Lasers, if you believe everything you see in the movies, are dangerous things. In sci-fi they’re generally used for blasting aliens into fragments and/or battling between odd men in strange capes and funny headgear. While sci-fi and other genres of literary fiction have often a historical reality in science, lasers in reality have yet to be put to use by humanity for Galactic Domination. In fact, lasers are used in much nicer and far more beneficial ways on a very down to earth and every day basis. Medical uses, industrial and engineering uses of lasers have contributed to many great advances in those professions over the last twenty years. In addition, laser eye treatment and laser hair removal treatments have become increasingly common, more affordable and offer practical long-term results for men and women for some historically annoying issues. The day may come when humanity jets off to bother new races with shiny flashing weapons, but in the meantime lasers are fine by us as a hair removal technique! However, given that lasers are heavily linked with dangerous weaponry, just how safe are they as a beauty aid, and is there anything we should know?
That’s Got to Hurt
Well, if it’s capable of blasting an alien to bits you’d expect that laser treatment might just hurt a touch. In fact, you’d be right, at least partly. The best people to ask are, of course, those who have had laser hair removal in the past. Professionals at clinics will describe ‘a light tingle’ before zapping you, while in reality the sensation can be experienced as something a little stronger by some users; most people who have had clinical laser hair removal or used home laser devices do describe a tickling, tingling and pinching sensation. It seems to depend largely on the individual’s pain sensitivity, and it’s possible to buy numbing creams over the counter – or ask the latex glove clad clinician to apply one – which can help to reduce the sensation. One thing that seems clear from users’ real life experiences is that even those with a relatively low pain threshold are so pleased with the results of laser hair removal that they find their pain threshold rising to meet the small challenge! The option to reduce the need for painful, uncomfortable and tedious shaving seems to get most people through the process and many find that the sensation is hardly worth mentioning.
Hair laser removal devices – both the clinical and home variety – use light to target the growth cells in the hair. The light set at specific frequencies converts to heat and destroys the growth cells when they are active. The result is that the cells are damaged, and this is why laser treatment has been proven to have long term hair reduction effects. Although operating on a microscopic level there is heat generated, this will not normally cause scarring as lasers target specific cell types and are designed to not affect areas surrounding those cells. However, as with any skin or hair treatment a light redness or itching can result in some users; those with very sensitive skin are most likely at risk. The cells that laser hair removal targets are those contained in melanin: the pigment found in skin and hair, and this means the treatment is only suitable for those with lighter skin tones. The range is actually from olive tones up to the fairest skin, but for those at the darker end of the complexion spectrum it’s important to check that laser hair removal is suitable as a treatment.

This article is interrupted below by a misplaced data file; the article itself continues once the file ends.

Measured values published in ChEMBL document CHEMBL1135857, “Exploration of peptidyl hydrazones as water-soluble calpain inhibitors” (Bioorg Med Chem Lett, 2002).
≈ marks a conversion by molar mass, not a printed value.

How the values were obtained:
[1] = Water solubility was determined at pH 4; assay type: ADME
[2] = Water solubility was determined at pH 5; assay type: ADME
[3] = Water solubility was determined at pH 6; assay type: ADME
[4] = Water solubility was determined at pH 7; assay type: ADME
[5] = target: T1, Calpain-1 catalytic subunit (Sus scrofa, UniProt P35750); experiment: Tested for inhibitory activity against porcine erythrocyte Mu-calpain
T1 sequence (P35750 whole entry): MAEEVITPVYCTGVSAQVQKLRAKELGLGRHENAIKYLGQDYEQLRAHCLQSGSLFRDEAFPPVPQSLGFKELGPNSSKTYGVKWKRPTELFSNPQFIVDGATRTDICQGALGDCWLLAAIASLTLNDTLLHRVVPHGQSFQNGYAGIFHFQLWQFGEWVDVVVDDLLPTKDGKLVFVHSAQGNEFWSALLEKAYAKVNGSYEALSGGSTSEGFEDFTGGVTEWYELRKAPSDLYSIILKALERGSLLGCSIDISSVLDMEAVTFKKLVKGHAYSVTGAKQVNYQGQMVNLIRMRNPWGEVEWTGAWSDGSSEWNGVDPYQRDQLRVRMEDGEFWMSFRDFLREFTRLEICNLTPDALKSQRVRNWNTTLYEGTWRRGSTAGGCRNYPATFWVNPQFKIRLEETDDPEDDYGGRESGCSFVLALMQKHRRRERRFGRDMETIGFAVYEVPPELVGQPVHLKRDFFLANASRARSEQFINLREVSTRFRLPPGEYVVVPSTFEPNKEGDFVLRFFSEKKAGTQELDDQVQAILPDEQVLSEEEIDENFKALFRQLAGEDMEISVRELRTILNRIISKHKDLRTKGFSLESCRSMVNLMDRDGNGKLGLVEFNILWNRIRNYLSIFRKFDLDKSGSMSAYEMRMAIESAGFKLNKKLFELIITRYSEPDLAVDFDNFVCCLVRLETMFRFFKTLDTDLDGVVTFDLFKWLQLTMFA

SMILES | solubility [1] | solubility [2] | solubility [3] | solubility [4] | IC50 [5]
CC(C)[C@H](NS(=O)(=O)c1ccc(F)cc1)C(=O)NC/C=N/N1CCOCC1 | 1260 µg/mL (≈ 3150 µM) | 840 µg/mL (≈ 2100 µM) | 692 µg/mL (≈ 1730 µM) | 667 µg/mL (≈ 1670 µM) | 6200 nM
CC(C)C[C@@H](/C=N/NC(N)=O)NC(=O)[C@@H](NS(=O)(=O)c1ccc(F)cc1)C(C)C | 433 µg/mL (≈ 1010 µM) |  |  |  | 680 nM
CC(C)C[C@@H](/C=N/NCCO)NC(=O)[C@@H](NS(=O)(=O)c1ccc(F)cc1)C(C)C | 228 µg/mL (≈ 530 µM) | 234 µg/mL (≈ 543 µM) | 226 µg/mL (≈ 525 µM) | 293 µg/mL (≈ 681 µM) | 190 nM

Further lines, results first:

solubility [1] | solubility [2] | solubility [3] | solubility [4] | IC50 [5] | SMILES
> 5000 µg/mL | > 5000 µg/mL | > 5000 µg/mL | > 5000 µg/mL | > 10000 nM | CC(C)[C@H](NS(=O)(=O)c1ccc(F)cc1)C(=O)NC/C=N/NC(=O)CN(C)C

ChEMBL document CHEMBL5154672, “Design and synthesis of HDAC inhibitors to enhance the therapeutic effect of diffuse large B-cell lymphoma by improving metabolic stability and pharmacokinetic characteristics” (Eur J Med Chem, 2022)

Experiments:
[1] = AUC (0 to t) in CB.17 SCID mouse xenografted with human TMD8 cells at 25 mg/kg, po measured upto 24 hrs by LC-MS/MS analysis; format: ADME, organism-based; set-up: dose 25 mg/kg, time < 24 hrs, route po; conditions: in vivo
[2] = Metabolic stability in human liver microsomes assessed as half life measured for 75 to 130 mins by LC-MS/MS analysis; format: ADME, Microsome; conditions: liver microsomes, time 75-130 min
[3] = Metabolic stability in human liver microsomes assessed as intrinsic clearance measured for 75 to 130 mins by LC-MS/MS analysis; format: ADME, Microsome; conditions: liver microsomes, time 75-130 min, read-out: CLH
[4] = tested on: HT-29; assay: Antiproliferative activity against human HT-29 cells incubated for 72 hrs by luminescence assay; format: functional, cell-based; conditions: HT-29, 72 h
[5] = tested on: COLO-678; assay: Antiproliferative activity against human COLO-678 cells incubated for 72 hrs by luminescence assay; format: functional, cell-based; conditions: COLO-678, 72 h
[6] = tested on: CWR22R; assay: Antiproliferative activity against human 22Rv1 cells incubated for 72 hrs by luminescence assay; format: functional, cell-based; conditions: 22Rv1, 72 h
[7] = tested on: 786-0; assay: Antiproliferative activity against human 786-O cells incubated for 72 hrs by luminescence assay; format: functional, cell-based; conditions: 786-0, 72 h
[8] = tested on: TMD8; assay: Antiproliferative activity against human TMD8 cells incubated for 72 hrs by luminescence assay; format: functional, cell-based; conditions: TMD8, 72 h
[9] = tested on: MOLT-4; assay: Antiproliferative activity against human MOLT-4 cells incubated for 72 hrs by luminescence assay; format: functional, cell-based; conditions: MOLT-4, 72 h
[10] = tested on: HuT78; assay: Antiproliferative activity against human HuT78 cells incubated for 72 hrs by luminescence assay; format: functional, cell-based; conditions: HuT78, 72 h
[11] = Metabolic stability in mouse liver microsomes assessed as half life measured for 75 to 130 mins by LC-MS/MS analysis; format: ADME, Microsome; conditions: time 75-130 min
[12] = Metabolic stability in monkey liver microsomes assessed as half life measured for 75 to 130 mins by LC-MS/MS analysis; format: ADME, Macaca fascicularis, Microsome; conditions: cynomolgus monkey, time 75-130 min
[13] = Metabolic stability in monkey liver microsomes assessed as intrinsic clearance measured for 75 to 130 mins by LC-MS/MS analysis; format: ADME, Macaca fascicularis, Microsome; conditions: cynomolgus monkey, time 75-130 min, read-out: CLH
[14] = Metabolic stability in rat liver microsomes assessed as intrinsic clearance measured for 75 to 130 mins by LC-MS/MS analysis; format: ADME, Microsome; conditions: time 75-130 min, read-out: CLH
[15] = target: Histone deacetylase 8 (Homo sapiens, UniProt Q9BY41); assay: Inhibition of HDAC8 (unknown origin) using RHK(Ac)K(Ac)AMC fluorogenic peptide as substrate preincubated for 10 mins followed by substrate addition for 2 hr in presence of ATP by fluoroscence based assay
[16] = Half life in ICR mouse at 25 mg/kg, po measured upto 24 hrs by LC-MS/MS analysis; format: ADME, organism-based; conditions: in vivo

Some users have found a little skin discolouration in areas affected, but this is rare and like redness and itching is not usually permanent. The latter two side effects may last for a couple of days at most – as with shaving these can be treated with a good moisturiser or topical cream for sensitive skin types. Unlike with shaving any redness is gone quickly and long before the next treatment! In extremely rare cases some blistering has been noted, but it’s important to realize this is extremely rare. When it comes to laser hair removal at home the best models have a locking system that stops the system from working if your skin tone is not suitable for treatment, and for those with sensitive skin it’s advisable to try a small area of the body first to see if any adverse reactions are likely.
Razor Sharp Solutions
So, from a users' experience it seems that laser hair removal is fine, while laser alien removal has some way to go. A small, bearable pain sensation is possible, although this will depend on your sensitivity to pain, while a little soreness or redness may occur with some users. For the majority of users the much bigger pain of shaving regularly will be eliminated!